Cultural values and consumer behavior (Hofstede’s dimensions) Cultural values and consumer behavior has been the subject of much research. This research has lead to a classification of certain ‘indices’ which relate to cultural consumer behavior patterns when determining the best way to approach a global marketing plan. Cultural values affect how consumers respond to marketing ads as well as products. The iPhone seems to hold broad acceptance in varying degrees of these indices.
The Individual/Collectivism Index which references to a cultural preference for either group or individual promotion can support and justify the iPhone marketing regardless of which preference is made by the culture. In Europe there are various levels of this index. For example, the US, Great Britain, and France score on the high side of Individualistic side, but Germany is slightly higher than mid-range. However, considering the iconic nature of Apple’s iPod product line gives reason to believe that group acceptance has already taken place and is a conduit for the iPhone into cultures that integrate into strong cohesive groups, thus Germany’s mid-preference range does not appear to be an issue.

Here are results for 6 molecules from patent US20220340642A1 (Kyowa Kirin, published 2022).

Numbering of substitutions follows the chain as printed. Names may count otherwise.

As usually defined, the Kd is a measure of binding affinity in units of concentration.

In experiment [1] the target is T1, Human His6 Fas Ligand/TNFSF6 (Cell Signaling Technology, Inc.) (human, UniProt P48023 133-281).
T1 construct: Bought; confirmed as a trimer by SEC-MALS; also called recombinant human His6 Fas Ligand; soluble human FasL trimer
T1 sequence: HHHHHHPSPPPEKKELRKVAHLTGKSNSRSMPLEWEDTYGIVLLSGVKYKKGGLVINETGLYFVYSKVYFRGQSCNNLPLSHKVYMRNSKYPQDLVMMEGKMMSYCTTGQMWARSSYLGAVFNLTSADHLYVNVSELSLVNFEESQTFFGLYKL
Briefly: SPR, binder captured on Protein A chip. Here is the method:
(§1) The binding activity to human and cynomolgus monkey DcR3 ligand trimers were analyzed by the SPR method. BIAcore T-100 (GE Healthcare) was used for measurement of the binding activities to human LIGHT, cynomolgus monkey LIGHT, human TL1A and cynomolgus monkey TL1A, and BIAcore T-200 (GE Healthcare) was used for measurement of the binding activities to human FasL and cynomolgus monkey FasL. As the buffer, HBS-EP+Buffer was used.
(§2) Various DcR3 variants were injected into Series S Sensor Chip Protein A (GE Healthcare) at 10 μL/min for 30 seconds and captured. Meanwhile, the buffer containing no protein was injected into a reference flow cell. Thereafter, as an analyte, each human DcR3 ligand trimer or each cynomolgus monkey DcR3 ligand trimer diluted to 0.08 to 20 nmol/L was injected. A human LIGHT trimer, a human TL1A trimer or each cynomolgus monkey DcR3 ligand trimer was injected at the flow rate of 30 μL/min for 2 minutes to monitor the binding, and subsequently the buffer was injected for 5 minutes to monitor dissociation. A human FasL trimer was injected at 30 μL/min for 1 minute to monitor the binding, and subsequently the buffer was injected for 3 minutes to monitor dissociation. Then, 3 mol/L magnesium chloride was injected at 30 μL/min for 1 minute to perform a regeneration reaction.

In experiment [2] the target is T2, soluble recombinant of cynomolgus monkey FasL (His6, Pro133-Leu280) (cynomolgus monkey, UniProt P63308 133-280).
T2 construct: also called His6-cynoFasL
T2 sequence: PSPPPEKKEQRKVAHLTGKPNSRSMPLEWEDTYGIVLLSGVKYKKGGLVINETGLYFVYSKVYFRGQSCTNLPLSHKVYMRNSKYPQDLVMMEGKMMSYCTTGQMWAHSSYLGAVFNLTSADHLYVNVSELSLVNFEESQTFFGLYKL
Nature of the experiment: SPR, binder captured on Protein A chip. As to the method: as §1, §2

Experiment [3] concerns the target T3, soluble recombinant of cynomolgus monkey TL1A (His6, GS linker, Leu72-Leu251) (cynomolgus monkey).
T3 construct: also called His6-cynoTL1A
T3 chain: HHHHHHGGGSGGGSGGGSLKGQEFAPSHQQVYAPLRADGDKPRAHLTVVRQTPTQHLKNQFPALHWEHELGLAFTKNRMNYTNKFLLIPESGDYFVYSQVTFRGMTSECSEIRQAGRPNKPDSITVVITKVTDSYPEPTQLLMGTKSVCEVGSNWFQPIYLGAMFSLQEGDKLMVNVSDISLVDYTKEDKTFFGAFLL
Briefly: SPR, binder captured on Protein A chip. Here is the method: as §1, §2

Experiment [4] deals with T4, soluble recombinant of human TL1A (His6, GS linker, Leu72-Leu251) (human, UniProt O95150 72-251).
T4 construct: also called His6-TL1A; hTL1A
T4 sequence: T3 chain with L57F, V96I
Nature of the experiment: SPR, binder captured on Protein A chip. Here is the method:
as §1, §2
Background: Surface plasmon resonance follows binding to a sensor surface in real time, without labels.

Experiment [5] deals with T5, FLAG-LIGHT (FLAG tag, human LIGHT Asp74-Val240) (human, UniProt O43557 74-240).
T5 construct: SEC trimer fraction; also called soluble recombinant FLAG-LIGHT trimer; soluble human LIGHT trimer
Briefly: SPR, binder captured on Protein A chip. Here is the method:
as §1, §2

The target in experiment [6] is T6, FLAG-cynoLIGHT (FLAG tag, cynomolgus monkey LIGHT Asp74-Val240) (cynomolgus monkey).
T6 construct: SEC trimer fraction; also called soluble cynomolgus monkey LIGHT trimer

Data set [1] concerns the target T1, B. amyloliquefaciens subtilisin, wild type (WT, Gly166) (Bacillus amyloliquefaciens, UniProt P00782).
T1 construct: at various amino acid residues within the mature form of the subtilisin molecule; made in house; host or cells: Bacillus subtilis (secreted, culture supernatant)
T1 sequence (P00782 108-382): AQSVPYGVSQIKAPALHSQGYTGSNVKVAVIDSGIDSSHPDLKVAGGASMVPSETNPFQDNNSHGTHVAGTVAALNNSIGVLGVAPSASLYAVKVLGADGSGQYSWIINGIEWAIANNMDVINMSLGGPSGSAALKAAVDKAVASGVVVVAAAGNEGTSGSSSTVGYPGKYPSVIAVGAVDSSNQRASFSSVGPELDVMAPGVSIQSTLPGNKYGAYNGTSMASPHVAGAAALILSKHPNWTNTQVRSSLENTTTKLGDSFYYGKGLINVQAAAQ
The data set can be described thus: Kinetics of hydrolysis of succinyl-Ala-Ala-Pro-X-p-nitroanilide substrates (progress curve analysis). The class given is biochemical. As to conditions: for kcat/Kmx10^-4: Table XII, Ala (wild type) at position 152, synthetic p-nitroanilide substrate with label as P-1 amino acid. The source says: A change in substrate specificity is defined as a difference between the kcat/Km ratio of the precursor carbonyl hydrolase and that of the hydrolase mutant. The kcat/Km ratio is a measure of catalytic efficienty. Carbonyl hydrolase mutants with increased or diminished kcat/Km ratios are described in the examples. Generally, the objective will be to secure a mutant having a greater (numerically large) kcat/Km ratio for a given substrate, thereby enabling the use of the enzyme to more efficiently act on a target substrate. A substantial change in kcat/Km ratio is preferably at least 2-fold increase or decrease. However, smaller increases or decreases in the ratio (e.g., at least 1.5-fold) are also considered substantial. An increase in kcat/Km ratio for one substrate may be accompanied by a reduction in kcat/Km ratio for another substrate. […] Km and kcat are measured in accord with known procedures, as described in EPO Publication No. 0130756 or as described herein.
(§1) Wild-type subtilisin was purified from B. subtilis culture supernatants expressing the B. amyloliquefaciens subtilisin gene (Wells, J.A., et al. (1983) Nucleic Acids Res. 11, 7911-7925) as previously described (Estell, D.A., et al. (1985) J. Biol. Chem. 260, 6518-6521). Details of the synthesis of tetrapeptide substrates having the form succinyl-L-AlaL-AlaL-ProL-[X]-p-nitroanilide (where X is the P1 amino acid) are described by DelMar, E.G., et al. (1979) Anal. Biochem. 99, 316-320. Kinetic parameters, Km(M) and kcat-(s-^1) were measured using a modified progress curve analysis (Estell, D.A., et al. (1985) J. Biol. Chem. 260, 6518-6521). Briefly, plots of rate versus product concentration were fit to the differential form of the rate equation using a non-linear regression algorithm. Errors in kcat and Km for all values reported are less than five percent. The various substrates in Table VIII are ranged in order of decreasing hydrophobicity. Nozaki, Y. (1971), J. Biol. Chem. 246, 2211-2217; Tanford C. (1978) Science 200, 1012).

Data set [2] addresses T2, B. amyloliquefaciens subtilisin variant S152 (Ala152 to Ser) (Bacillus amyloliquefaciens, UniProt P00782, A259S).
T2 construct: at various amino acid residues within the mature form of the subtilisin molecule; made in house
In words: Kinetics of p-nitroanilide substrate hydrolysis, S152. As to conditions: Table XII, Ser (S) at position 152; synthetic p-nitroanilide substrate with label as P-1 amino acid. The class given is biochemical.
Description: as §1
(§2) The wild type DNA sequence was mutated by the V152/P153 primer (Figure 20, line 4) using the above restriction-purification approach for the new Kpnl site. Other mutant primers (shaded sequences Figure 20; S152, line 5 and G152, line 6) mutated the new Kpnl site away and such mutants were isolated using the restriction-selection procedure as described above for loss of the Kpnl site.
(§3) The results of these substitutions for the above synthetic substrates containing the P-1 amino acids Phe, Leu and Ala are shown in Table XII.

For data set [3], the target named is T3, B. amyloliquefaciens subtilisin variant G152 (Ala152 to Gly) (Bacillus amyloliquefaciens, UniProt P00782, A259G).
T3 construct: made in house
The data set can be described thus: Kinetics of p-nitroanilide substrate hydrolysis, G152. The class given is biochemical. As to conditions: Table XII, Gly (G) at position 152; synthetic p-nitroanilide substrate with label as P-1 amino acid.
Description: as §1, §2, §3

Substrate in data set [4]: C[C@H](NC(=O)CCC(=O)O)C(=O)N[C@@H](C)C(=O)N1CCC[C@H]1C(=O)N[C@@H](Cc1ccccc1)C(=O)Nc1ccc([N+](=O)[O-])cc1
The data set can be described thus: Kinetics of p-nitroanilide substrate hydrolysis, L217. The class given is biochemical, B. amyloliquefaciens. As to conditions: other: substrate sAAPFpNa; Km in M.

The Power Distance Index refers to the inequality between inferiors and their superiors; although Great Britain, Germany and the US score relatively low on the Power Distance Index, France scores relative high. Already the iPod is seen by many cultures as a product of prestige and affluence26. Therefore, its acceptance as a statement of power and prestige would mean targeting the iPhone to a business market in France rather than a general consumer market. As with Individual/Collectivism, cultures scoring high in Uncertainty Avoidance would be adverse to the iPhone, however again the iPod has paved the market in overcoming this adversity with its widespread use.